I kick off a final plunge into Marvel Comics and their adaptation of the classic pulp hero Doc Savage to comics form. After the unsuccessful run of eight color comic issues back in the early 70's, Marvel took another crack at the character trying to take advantage of the buzz around the George Pal movie adaptation of the character. They reprinted the first two issues of their Man of Bronze adaptation in a one-shot giant-size comic, and they launched a new Black and White magazine series.
The first issue of Doc Savage the magazine sports a cover by Roger Kastel which is based on the artwork from the George Pal movie poster. Inside the front cover there's a great photo of Ron Ely who played Doc standing next to a print of classic "Man of Bronze" James Bama pose.
Following the table of contents there's an editorial from Marv Wolfman about the magazine and the character's history at Marvel called "An Editorial in Bronze". The facing page features an outstanding poster shot of Doc and his Fab Five by John Buscema and Tony DeZuniga. This team also produces the artwork for the sweeping epic of a story save for two full-page shots by John Romita. The writer is Doug Moench and this tale appears to be an original.
The story titled "The Doom on Thunder Isle" begin with the startling destruction of a NYC skyscraper by a lightning bolt. Cut to the Fab Five waiting for Doc to finish his two-hour training and we're off to the races. With the expanded page count they take time here to show us Doc's training as well as expanding on the feud between Monk Mayfair and Ham Brooks. A woman named Angelica Tremaine shows up to seek help on behalf of her brother Winston Tremaine an architect, and the pair had just escaped being killed in the destruction detailed on the first page. She presents Doc with a complex coded message from her brother, then they find an eavesdropper named Thomas J. Bolt who claims to have only Angelica's safety at heart. Suddenly costumed men break through the windows and a battle ensues. The villains use powerful and mysterious guns that throw electrical bolts. When they are defeated the villains kill themselves leaving Doc with only the coded message to decipher. He and his men set about to do just that and Moench really indulges himself here giving us a long and complex code that they spend several pages unwinding. They determine there is danger to Tremaine at a place called the Velvet Room and Doc hops aboard his auto-gyro and heads to that location. He finds the masked villains have already been there and abducted Tremaine but he discovers a hidden message. Then a witness comes forward but is immediately killed by more masked men who Doc then gives chase to.
Again he gets into the auto-gyro and follows he culprits who have disappeared into a strange moving cloud. He finds a zeppelin hidden in the cloud but before he can do anything but put a tracer on the airship, doors open and giant version of the electric gun juts out and destroys the Velvet Room. There then follows another section in the story where some mysterious clues are deciphered, a statue located and a paper found within it that points to the location of a distant Pacific island. Doc and his team board their own zeppelin the Amberjack but this time underneath attached magnetically is the submarine Hell-Diver. The team pursues the zeppelin but then Doc perpetrates a ruse by luring the enemy zeppelin to fire on the Amberjack and simultaneously releasing the Hell-Diver into the sea just masking their true means of following the tracer. Johnny stays behind to pilot the Amberjack.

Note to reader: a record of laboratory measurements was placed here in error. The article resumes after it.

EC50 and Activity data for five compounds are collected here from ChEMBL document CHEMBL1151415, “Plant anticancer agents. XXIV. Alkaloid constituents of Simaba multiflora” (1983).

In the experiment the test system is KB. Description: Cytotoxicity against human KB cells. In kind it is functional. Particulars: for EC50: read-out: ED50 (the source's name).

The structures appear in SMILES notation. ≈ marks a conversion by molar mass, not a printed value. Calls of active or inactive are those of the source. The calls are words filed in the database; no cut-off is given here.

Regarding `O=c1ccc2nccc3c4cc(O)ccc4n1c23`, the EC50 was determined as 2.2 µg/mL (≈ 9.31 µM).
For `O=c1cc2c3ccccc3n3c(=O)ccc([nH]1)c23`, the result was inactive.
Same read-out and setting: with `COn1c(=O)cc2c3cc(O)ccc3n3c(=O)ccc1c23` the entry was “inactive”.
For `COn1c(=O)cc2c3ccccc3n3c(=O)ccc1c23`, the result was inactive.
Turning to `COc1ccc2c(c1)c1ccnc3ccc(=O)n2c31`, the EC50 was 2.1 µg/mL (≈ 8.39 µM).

Doc and his remaining men follow the zeppelin to the island and then slip on shore. The encounter many weird things including a tiger which glows with a blue light. The find more of the masked villains and another battle breaks out. Eventually among other things Doc is pitted in battle against the tiger but wins. He fought to save what he thought was a man but finds a man-beast who runs away. Doc then enters a great ziggurat which is in the center of the island and finds Angelica Tremaine threatened by the masked leader of the villains and her brother about to undergo some treatment. The villain is soon revealed to be Thomas Bolt, and it turns out that using his skills with electricity he's the mastermind behind the electric weapons as well as the mutated men who have been transformed into various man-beast combinations. These manlings are pitted against Doc and his men within an electric fence, but the man-beast that Doc had saved earlier reveals that he's actually Wiggens Tripp a rival architect they'd at first believed might be the villain. Tripp leads the manlings against the villains who have transformed and tortured them while the villain Bolt attempts to escape in the zeppelin. But the explosions resulting from the manling uprising capture the zeppelin and crashes into the pyramid headquarters destroying everyone presumably save for Doc, his men, and the Tremaines. The story ends with Tremaine regretting he'd thought ill of Tripp as the team sail home on the Amberjack.
Following that sweeping tale, there are two interviews with George Pal about the Doc Savage movie, in which he talks about the movie and the projected sequel tentatively titled "Doc Savage, Enemy of Evil". Pal relates how he came by the Doc Savage project and seems confident there will be sequels. Alas we all know now that was not to be.
All in all a really solid Doc Savage adventure. Moench might get a bit overwhelmed with the codes, slowing down the story, and the ending seems a bit underwhelming given the set-up, but it's certainly got that sprawling pulp feel. The artwork is solid, even excellent in places and frankly the B&W format suits this material very well.
More to come.